Objective 10.1 Expand and maintain the Richmond Signal System for better managed and safer transportation options.
Objective 10.2 Develop programs to manage new mobility and emerging shared transportation technologies.
Objective 10.3 Utilize technology to manage and monetize the curb to reduce vehicle miles traveled related to circling the block.
Objective 10.4 Increase the number of low-emission vehicles.


Objective 1.3 Support the growth of jobs and housing in Nodes by using place making, clustering community-serving facilities at Nodes, and prioritizing infrastructure projects that encourage multi-modal accessibility to and from Nodes
Objective 1.4 Maintain and improve primarily residential areas by increasing their linkages to Nodes, corridors, parks, and open space, and maintaining high-quality design standards
Objective 4.4 Increase Richmond’s walkability along all streets.
Objective 14.4 Increase the number of mixed-income communities along enhanced transit corridors.
Objective 14.5 Encourage more housing types throughout the city and greater density along enhanced transit corridors and at Nodes (shown in Figure 38) by amending the Zoning Ordinance.
Objective 14.6 Transform Richmond Redevelopment and Housing Authority (RRHA) public housing properties into well-designed, walkable, mixed-use, mixed-income, transit-adjacent communities.
Objective 15.1 Reduce air pollution related to transportation.
Objective 17.1 Increase the percentage of Richmonders within a 10-minute walk of quality open space to 100%, prioritizing low-income areas with a high heat vulnerability index rating, with a long-term goal of having all Richmonders within a 5-minute walk of a quality open space.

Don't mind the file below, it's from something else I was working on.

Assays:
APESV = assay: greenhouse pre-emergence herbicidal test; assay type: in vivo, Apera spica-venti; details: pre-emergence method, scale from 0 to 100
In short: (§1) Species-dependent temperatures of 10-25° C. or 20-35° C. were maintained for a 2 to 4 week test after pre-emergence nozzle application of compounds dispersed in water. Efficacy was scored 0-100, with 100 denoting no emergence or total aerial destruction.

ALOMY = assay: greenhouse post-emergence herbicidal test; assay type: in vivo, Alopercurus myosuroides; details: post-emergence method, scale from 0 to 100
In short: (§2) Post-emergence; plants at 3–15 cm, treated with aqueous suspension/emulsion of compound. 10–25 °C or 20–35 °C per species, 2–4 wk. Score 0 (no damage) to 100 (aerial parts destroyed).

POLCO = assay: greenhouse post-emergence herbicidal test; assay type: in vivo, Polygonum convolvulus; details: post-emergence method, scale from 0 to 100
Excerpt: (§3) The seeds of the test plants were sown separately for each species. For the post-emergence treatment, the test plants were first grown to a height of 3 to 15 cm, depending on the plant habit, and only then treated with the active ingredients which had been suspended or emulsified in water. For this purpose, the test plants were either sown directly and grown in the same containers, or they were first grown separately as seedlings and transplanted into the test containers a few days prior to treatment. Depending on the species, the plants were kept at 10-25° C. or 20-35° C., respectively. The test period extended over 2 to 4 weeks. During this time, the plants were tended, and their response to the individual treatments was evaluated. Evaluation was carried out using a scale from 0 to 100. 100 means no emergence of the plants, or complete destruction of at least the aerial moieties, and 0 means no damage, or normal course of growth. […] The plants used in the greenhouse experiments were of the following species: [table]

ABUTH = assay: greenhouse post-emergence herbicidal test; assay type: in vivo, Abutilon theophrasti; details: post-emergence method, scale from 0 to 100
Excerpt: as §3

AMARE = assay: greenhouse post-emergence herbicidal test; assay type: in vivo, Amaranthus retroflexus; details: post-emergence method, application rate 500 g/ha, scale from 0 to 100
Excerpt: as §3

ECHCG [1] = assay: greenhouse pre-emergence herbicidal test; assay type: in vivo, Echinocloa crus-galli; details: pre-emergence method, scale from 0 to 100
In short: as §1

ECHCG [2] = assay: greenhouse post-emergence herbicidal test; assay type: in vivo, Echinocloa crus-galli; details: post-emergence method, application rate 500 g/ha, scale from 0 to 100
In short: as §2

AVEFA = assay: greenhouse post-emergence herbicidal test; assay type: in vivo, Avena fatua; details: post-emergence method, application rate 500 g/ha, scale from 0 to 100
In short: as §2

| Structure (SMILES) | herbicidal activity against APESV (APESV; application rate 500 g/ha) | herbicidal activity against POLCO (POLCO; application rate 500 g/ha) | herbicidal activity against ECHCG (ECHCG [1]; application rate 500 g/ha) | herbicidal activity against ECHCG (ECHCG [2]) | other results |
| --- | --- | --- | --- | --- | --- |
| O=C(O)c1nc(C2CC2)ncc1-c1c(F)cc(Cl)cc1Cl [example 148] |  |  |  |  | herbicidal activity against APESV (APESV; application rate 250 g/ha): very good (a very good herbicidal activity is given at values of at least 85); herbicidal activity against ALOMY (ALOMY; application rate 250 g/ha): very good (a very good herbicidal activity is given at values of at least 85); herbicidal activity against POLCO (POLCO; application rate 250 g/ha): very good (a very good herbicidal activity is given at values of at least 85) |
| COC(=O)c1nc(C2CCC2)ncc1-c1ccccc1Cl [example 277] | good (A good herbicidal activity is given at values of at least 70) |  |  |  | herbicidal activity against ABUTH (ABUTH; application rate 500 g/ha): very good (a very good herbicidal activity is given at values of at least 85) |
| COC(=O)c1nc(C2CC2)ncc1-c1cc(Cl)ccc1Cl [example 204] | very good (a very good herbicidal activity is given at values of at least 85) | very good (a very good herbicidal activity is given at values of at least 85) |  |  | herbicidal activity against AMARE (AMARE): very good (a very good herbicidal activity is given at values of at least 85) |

Objective 17.6 Increase the resiliency of infrastructure and community assets.


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The Path to Equity Policy Guide for Richmond Connects will be informed by extensive outreach, as detailed in the timeline below. Engagement must reach traditionally underserved populations, and must identify the communities which have experienced past injustices through previous transportation policy and programming.  It should shed light on what policies have worked and what haven’t, and will give the citizens of Richmond the opportunity to shape the future of an equitable multimodal transportation network. It should focus on understanding the narratives of Richmonders who have faced past injustices and capture the experiences of those who currently face transportation-related barriers to accessing opportunities. It must focus on identifying these barriers to access and opportunity created through past investment. The public outreach laid out by the Office of Equitable Transit and Mobility (OETM) is designed to accomplish this."


updated timeline 7.14.21